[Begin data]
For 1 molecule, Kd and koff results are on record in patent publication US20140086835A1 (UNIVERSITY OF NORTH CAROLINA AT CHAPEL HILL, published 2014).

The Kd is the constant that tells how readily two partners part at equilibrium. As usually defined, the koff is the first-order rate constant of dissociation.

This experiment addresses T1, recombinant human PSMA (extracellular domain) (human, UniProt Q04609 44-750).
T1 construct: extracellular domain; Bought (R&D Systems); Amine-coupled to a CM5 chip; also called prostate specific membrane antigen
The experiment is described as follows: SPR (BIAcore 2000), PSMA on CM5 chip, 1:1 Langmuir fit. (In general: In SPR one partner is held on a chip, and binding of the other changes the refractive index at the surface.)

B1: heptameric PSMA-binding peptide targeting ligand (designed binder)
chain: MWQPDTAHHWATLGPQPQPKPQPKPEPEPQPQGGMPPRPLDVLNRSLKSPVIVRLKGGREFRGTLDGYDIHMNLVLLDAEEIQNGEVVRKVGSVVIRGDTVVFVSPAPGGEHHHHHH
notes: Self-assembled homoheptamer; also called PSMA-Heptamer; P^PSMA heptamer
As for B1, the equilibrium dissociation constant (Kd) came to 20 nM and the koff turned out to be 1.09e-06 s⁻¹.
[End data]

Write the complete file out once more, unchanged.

For 1 molecule, Kd and koff results are on record in patent publication US20140086835A1 (UNIVERSITY OF NORTH CAROLINA AT CHAPEL HILL, published 2014).

The Kd is the constant that tells how readily two partners part at equilibrium. As usually defined, the koff is the first-order rate constant of dissociation.

This experiment addresses T1, recombinant human PSMA (extracellular domain) (human, UniProt Q04609 44-750).
T1 construct: extracellular domain; Bought (R&D Systems); Amine-coupled to a CM5 chip; also called prostate specific membrane antigen
The experiment is described as follows: SPR (BIAcore 2000), PSMA on CM5 chip, 1:1 Langmuir fit. (In general: In SPR one partner is held on a chip, and binding of the other changes the refractive index at the surface.)

B1: heptameric PSMA-binding peptide targeting ligand (designed binder)
chain: MWQPDTAHHWATLGPQPQPKPQPKPEPEPQPQGGMPPRPLDVLNRSLKSPVIVRLKGGREFRGTLDGYDIHMNLVLLDAEEIQNGEVVRKVGSVVIRGDTVVFVSPAPGGEHHHHHH
notes: Self-assembled homoheptamer; also called PSMA-Heptamer; P^PSMA heptamer
As for B1, the equilibrium dissociation constant (Kd) came to 20 nM and the koff turned out to be 1.09e-06 s⁻¹.